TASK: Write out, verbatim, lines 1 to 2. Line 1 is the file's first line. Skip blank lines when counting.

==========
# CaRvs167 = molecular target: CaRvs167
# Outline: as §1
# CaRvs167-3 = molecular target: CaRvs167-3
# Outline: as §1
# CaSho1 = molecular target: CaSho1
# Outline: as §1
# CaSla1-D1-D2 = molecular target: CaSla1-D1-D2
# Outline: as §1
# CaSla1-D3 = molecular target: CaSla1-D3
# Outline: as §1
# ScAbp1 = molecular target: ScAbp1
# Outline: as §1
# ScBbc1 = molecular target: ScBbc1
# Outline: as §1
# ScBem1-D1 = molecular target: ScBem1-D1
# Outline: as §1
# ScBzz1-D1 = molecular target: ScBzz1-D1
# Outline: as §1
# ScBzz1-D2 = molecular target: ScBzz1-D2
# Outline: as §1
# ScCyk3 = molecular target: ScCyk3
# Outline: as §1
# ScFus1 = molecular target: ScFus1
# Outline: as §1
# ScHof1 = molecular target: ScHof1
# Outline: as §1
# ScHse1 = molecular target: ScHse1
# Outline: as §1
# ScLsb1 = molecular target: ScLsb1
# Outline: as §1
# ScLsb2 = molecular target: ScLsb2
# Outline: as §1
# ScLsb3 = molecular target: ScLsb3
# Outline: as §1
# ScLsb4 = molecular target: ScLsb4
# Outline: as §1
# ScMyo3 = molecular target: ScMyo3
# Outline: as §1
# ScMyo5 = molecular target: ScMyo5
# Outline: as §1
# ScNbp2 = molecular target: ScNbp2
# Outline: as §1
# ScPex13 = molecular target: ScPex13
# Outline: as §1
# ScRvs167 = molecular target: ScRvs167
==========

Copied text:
# CaRvs167 = molecular target: CaRvs167
# Outline: as §1